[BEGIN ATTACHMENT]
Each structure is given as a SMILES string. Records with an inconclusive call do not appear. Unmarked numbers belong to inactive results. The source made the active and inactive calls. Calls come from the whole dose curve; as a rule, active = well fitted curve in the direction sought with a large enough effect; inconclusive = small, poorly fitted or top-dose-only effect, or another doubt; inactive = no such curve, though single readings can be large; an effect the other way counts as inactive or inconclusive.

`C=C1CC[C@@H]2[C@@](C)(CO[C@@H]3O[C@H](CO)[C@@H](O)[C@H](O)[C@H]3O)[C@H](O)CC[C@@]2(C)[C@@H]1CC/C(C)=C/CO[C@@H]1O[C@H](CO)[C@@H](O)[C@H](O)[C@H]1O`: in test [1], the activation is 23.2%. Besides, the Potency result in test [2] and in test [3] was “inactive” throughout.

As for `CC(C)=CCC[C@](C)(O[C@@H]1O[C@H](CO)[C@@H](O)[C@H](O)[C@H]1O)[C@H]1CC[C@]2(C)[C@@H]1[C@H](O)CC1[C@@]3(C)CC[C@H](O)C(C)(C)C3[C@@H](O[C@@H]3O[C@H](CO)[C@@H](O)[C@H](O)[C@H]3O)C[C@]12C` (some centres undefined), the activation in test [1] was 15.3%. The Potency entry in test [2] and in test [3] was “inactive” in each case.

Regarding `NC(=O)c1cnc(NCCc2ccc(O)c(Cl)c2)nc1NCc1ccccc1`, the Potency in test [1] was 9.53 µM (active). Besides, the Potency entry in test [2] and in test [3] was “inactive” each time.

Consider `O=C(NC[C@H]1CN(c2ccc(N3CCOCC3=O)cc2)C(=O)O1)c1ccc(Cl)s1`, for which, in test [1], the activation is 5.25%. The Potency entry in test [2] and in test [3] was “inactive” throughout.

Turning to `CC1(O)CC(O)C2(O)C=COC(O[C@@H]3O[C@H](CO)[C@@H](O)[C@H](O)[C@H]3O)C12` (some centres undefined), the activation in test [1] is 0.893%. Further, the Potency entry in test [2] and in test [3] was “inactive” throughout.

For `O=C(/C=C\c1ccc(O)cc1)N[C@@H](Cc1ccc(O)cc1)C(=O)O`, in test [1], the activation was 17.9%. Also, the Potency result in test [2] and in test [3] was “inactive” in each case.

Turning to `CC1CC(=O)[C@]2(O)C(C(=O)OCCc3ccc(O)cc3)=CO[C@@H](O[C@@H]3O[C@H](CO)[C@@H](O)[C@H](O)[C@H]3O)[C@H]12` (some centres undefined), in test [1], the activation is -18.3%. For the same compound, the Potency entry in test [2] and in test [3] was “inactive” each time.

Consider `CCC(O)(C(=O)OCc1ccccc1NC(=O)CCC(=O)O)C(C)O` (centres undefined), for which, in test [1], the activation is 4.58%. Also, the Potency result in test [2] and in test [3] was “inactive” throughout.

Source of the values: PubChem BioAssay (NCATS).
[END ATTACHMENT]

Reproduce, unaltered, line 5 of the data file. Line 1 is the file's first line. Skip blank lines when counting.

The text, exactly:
Consider `O=C(NC[C@H]1CN(c2ccc(N3CCOCC3=O)cc2)C(=O)O1)c1ccc(Cl)s1`, for which, in test [1], the activation is 5.25%. The Potency entry in test [2] and in test [3] was “inactive” throughout.